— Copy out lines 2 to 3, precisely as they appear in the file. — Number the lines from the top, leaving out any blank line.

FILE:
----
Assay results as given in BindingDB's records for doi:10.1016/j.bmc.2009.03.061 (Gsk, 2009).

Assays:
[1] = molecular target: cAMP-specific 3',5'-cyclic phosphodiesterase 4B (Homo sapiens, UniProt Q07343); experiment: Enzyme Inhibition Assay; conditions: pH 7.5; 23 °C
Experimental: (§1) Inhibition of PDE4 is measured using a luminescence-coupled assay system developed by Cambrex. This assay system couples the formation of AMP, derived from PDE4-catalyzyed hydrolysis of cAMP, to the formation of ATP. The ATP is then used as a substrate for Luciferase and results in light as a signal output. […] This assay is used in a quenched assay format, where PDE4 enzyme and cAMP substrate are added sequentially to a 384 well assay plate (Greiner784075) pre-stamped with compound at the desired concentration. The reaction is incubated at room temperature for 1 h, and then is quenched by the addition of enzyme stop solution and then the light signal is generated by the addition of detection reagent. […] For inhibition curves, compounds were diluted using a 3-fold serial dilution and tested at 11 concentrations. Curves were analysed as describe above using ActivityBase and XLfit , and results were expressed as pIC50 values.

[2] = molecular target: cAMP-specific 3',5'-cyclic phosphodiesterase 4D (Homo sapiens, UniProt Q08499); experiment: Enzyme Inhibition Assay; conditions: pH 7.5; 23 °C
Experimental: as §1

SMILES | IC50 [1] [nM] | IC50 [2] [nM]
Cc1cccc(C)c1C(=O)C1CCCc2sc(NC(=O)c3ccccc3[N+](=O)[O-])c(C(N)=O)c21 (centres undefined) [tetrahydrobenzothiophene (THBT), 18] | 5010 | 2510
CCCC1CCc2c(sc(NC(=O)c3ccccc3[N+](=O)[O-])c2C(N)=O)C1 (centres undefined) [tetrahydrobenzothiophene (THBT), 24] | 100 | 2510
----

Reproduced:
Assays:
[1] = molecular target: cAMP-specific 3',5'-cyclic phosphodiesterase 4B (Homo sapiens, UniProt Q07343); experiment: Enzyme Inhibition Assay; conditions: pH 7.5; 23 °C